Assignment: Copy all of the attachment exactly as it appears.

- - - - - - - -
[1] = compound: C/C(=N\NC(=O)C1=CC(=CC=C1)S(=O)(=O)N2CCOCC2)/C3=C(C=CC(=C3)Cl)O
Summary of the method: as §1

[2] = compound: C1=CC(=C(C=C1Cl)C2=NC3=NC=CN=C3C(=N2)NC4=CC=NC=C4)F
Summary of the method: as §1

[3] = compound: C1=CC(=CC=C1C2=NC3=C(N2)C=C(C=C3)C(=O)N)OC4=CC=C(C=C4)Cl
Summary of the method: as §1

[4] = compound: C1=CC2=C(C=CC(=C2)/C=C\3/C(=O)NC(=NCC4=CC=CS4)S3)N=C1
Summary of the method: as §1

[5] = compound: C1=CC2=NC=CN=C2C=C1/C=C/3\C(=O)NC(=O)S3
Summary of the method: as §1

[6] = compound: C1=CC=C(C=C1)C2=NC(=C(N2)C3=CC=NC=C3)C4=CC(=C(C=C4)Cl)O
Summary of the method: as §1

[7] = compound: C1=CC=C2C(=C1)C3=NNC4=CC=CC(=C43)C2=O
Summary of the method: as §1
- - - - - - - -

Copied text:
[1] = compound: C/C(=N\NC(=O)C1=CC(=CC=C1)S(=O)(=O)N2CCOCC2)/C3=C(C=CC(=C3)Cl)O
Summary of the method: as §1

[2] = compound: C1=CC(=C(C=C1Cl)C2=NC3=NC=CN=C3C(=N2)NC4=CC=NC=C4)F
Summary of the method: as §1

[3] = compound: C1=CC(=CC=C1C2=NC3=C(N2)C=C(C=C3)C(=O)N)OC4=CC=C(C=C4)Cl
Summary of the method: as §1

[4] = compound: C1=CC2=C(C=CC(=C2)/C=C\3/C(=O)NC(=NCC4=CC=CS4)S3)N=C1
Summary of the method: as §1

[5] = compound: C1=CC2=NC=CN=C2C=C1/C=C/3\C(=O)NC(=O)S3
Summary of the method: as §1

[6] = compound: C1=CC=C(C=C1)C2=NC(=C(N2)C3=CC=NC=C3)C4=CC(=C(C=C4)Cl)O
Summary of the method: as §1

[7] = compound: C1=CC=C2C(=C1)C3=NNC4=CC=CC(=C43)C2=O
Summary of the method: as §1